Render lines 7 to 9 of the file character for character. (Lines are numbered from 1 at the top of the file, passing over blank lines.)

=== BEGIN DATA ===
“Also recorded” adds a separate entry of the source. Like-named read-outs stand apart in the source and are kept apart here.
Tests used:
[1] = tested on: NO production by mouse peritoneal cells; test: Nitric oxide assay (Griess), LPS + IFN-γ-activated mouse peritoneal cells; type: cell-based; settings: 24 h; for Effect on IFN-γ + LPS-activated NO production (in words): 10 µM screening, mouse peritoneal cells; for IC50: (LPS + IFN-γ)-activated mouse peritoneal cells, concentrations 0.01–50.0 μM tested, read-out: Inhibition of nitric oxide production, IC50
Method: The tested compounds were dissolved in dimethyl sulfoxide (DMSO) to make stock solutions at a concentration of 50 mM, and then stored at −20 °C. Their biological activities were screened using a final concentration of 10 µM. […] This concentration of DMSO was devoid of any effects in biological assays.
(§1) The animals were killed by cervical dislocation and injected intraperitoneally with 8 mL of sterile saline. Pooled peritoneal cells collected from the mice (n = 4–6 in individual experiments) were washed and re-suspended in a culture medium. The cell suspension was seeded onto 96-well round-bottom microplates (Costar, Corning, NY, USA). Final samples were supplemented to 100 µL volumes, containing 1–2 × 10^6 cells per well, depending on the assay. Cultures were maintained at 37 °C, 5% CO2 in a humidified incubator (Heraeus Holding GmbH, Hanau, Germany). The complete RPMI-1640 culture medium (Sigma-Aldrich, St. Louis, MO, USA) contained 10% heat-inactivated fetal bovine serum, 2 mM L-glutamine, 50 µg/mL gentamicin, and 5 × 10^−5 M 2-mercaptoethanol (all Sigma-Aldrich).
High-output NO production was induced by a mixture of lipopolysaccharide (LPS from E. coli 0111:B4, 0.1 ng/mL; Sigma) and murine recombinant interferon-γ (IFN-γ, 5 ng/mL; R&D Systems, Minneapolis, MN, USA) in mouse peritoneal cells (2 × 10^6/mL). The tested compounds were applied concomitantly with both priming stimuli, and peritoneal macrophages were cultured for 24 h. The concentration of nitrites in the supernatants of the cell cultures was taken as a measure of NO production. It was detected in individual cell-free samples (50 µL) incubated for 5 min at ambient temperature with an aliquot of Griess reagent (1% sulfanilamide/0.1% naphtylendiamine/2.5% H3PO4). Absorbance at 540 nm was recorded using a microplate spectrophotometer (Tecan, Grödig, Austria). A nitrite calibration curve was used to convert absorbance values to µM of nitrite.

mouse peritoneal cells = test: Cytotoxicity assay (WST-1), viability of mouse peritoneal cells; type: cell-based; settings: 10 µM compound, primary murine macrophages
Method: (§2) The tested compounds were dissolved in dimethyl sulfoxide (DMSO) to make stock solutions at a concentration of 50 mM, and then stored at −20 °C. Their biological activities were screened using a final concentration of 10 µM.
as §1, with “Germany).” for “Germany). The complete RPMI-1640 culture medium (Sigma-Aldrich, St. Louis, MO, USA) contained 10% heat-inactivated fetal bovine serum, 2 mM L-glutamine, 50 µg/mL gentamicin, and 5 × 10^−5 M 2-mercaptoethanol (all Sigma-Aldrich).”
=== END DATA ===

mouse peritoneal cells = test: Cytotoxicity assay (WST-1), viability of mouse peritoneal cells; type: cell-based; settings: 10 µM compound, primary murine macrophages
Method: (§2) The tested compounds were dissolved in dimethyl sulfoxide (DMSO) to make stock solutions at a concentration of 50 mM, and then stored at −20 °C. Their biological activities were screened using a final concentration of 10 µM.
as §1, with “Germany).” for “Germany). The complete RPMI-1640 culture medium (Sigma-Aldrich, St. Louis, MO, USA) contained 10% heat-inactivated fetal bovine serum, 2 mM L-glutamine, 50 µg/mL gentamicin, and 5 × 10^−5 M 2-mercaptoethanol (all Sigma-Aldrich).”